How to Spot Dangerous Ice Dams
You know those beautiful icicles hanging from your eaves? They might look pretty spectacular right now, but they can actually be a sign of something far more dangerous for your roof and your home. If you see icicles or water and ice buildup along the edges of your Billings roofing, you should immediately contact a roofing contractor to help you figure out if you might be at risk for ice dams.
Identifying Ice Dams
The easiest way to spot an ice dam is to get up on the roof and take a look. If you see a growing wall of ice on the outer edge of your roof or on the eaves that is blocking water from getting to the gutters, this is an ice dam. There are some other potential warning signs that you might have a problem that are visible without getting on a ladder outside in the middle of winter:
- Check the attic for signs of water leaking around the outer edges of your Billings roofing—streaks, black mold, or ice
- Check ceilings and walls on the top floor of your home for signs of water damage, such as yellow stains, peeling paint, or bubbling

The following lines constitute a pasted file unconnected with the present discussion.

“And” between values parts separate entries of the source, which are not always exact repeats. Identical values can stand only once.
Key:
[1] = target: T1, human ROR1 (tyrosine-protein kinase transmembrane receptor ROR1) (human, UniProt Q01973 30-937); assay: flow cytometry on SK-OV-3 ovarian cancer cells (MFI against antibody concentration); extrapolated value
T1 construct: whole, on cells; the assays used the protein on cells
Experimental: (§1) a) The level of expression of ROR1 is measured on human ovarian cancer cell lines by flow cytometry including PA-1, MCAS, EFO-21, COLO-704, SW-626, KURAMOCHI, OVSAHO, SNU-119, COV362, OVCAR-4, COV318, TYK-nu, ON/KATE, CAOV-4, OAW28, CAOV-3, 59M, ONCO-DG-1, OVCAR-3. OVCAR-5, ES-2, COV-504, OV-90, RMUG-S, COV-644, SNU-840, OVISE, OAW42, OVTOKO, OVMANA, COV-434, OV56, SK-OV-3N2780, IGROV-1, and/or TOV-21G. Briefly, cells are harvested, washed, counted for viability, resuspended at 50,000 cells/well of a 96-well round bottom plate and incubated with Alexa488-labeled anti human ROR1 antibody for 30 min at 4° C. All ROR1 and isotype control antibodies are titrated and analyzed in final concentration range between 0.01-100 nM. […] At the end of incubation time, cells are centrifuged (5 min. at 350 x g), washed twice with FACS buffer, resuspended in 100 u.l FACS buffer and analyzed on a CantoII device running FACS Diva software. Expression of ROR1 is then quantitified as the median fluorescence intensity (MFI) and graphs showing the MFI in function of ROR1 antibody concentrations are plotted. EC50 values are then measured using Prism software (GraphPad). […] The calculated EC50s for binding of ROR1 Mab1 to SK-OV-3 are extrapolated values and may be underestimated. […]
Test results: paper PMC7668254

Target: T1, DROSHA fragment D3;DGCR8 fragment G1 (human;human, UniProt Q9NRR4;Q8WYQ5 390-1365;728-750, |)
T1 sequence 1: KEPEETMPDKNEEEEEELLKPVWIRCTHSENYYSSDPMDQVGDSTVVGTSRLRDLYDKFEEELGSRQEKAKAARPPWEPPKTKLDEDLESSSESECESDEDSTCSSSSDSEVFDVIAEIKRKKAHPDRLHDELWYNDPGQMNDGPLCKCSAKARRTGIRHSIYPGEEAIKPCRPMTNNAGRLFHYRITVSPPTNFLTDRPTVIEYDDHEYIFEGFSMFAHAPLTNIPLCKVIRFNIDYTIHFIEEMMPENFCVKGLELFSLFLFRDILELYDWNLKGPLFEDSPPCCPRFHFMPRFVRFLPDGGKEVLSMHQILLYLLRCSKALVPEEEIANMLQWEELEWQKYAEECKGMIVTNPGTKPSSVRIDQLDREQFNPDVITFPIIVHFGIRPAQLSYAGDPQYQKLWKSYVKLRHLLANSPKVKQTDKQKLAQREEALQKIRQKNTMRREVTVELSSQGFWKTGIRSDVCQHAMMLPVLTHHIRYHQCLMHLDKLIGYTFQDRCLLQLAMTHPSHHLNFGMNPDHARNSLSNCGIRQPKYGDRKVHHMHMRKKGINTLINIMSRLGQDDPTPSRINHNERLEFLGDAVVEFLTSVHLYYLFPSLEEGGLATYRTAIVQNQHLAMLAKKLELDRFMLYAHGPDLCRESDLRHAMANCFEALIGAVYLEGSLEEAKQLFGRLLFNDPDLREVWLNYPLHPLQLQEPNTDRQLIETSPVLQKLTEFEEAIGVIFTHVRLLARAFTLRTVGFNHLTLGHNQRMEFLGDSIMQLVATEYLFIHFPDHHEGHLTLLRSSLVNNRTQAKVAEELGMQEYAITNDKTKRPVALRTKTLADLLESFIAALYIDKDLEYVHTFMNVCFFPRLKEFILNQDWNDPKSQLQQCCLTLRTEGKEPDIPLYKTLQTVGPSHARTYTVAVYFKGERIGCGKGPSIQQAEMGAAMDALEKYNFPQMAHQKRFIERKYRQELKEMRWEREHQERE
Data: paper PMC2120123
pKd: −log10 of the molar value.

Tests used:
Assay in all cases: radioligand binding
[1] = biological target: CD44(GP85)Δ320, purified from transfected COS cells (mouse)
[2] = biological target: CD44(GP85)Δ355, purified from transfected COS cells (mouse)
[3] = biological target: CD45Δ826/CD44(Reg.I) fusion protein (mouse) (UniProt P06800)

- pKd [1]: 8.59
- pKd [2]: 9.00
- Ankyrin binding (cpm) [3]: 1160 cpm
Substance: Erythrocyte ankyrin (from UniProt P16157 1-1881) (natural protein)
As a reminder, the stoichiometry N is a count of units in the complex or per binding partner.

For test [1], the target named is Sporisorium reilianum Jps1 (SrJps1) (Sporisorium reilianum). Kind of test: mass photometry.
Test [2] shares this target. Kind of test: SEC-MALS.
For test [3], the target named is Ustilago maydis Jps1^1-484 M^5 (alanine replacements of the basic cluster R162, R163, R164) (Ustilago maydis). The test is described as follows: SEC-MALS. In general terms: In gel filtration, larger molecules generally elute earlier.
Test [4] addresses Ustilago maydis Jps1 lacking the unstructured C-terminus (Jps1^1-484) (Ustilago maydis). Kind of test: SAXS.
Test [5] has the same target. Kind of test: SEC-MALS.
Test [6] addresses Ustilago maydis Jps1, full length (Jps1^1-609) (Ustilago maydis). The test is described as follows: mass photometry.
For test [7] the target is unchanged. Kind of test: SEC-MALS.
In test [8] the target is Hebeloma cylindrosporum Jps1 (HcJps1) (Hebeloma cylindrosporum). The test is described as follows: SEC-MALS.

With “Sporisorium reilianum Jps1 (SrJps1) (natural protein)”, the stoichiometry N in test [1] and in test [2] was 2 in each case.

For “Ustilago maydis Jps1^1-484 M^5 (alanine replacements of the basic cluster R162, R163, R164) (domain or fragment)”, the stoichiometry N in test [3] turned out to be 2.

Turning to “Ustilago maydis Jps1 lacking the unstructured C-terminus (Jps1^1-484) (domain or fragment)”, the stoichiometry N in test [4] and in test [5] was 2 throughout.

- Look for persistent icicles around the outer edge of your home in winter
If you see any of these signs, call a roofing contractor in Billings to check for ice dams and provide recommendations on getting rid of them and preventing more in the future.
How They Form
Ice dams form when warm air from your home rises through the attic, heating up the top of your roof and melting the snow. When the water reaches the colder outer edges of your Billings roofing, it freezes again before it reaches the gutters. Over time these walls of ice can continue to build and cause problems with drainage.
Ice Dam Prevention
The easiest way to prevent ice dams from damaging your roofing shingles or gutters is to keep them from forming at all. The best and longest-lasting options are to install proper installation in your attic to prevent too much hot air from escaping your home, then have a Billings MT roofing contractor check your attic ventilation to allow the hot air that does come through to circulate outside before it melts your roof snow.